Doing the right thing, finally

Is later really better than never?

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Is later really better than never?

As the three levels of government scramble to support an Indigenous-led process on plans to search a privately owned landfill north of Winnipeg, we will get to find out whether doing the right thing months after it should have first been done is preferable to doing nothing at all.

There have been quite a few developments this week in the potential search for the remains of Morgan Harris and Marcedes Myran, two of the four women allegedly killed by Jeremy Skibicki.

A committee of Indigenous groups will assemble a group of subject matter experts in forensics and archaeology to devise a plan to search the Prairie Green landfill. Winnipeg police and provincial experts may also be involved.

The simple fact the process has been put into the hands of victims families and Indigenous leaders is promising. So much so it will likely become a model in the event that similar searches are needed in the future.

The additional fact government at all levels is supporting but not directing this process is also incredibly positive.

On Friday, Manitoba Premier Heather Stefanson met with Assembly of Manitoba Chiefs Grand Chief Cathy Merrick, and talked with Prime Minister Justin Trudeau, to ensure they could make a unified offer of support to the Indigenous-led committee that will investigate the feasibility of a search for human remains.

Stefanson has secured an agreement from Prairie Green the four-acre site will be closed “indefinitely.”

Meanwhile, Mayor Scott Gillingham and Winnipeg Police Service Chief Danny Smyth have been meeting with Indigenous leaders and the families, both to support the process going forward and to apologize for mistakes made in the recent past.

Nobody knows for sure whether these collaborations will lead to the recovery of any remains. Everyone is equally unsure whether these gestures will be enough to rebuild some semblance of trust.

Although there have been some positive signs, the WPS has created a very steep hill to climb.

In May, city police charged Skibicki with first-degree murder in the death of Rebecca Contois, whose partial remains were found in a North Kildonan dumpster and at the Brady Road landfill south of Winnipeg.

In December, three more first-degree charges were laid, one each for the deaths of Harris, Myran and another as-yet unidentified victim (temporarily named Buffalo Woman by elders).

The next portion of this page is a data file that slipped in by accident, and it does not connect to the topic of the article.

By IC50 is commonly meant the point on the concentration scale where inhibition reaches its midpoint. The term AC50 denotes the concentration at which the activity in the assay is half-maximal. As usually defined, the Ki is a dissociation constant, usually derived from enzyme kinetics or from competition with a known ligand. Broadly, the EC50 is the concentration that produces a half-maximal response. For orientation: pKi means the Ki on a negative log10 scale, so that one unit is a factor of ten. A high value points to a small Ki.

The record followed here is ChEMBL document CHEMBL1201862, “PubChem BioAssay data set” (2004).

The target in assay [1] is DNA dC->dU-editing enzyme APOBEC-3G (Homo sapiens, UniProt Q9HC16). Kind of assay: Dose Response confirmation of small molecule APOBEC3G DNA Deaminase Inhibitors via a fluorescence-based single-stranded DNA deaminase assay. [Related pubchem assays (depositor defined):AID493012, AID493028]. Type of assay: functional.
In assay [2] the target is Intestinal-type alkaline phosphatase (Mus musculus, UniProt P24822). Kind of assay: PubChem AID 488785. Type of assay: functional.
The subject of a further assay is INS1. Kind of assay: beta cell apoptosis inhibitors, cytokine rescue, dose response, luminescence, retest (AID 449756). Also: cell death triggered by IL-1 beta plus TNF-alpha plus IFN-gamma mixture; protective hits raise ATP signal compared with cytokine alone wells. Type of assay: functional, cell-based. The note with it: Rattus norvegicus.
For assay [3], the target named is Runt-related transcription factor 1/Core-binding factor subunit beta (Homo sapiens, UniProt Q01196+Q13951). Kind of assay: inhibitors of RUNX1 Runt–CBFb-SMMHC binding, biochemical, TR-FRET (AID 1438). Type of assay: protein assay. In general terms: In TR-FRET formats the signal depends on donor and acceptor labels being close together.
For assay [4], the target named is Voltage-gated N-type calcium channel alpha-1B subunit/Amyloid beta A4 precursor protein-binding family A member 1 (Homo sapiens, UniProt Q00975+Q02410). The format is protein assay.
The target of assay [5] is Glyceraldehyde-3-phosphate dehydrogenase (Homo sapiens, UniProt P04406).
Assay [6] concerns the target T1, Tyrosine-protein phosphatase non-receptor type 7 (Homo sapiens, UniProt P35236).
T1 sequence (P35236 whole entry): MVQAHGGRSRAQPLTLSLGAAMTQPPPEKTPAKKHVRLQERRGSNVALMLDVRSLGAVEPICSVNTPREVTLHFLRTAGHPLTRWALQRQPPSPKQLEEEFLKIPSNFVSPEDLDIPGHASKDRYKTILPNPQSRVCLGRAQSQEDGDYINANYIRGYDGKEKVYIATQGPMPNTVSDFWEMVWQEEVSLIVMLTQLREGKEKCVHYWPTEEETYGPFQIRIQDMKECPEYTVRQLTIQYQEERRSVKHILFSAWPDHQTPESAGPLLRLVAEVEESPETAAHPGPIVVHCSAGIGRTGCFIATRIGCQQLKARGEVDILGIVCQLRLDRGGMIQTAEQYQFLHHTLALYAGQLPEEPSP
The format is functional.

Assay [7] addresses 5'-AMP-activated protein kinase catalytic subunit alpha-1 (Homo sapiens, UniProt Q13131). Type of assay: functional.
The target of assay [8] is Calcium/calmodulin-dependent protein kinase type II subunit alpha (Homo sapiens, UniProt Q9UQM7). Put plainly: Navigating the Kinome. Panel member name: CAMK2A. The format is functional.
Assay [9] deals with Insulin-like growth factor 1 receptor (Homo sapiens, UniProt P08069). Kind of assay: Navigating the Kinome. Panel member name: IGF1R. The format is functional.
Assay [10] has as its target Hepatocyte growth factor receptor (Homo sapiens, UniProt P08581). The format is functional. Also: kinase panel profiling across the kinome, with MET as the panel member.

It wasn’t until those three charges were made public that police confirmed they believe the remains of Harris and Myran were somewhere at Prairie Green. However, given the months that had passed since the time of the alleged slayings and remains being trucked to the site (in May), no search would be conducted.

There was anger over that decision and, as more details about what police did and did not do, outrage grew. Eventually, Smyth admitted in a media interview the WPS did not have the expertise to make an informed decision about searching the landfill.

A WPS spokesman later told the Free Press that Smyth did consult with experts but refused to say who. Provincial sources confirmed the WPS did not reach out to the Manitoba Historic Resources Branch, which counts among its staff two experts with hands-on experience searching the B.C. farm of serial killer Robert Pickton.

It was only then, when the families were calling for Smyth’s resignation, everyone started doing what they should have done months ago.

One of the tragic ironies of this case is the failure to seek expert advice in the spring may ultimately leave a black mark on what may turn out to be a real win by police.

It seems increasingly likely one of the reasons — perhaps the greatest — police did not press to search Prairie Green was they felt they did not need the evidence that might be buried there, because they had found other evidence tying the suspect to all four killings.

How else can we explain the fact police were able to determine there were three additional victims and identify two of them?

The big mistake may have nothing to do with the the work of building a case. The error in judgement was viewing the challenge of a landfill search solely through the lens of a criminal investigation, ignoring the emotional and symbolic value of at least attempting find any remains.

Ultimately, the most promising development in this tale of unimaginable tragedy is Indigenous voices will now have the final say on what is appropriate, or enough, moving forward.

This is not, strictly speaking, a second chance for WPS to win back trust. That ship has largely sailed.

However, it’s still an important chance to do the right thing, proving later can still be preferable to never.

Dan Lett

Dan Lett

Born and raised in and around Toronto, Dan Lett came to Winnipeg in 1986, less than a year out of journalism school with a lifelong dream to be a newspaper reporter.


Updated on Friday, December 16, 2022 9:32 PM CST: Tweaks headline.

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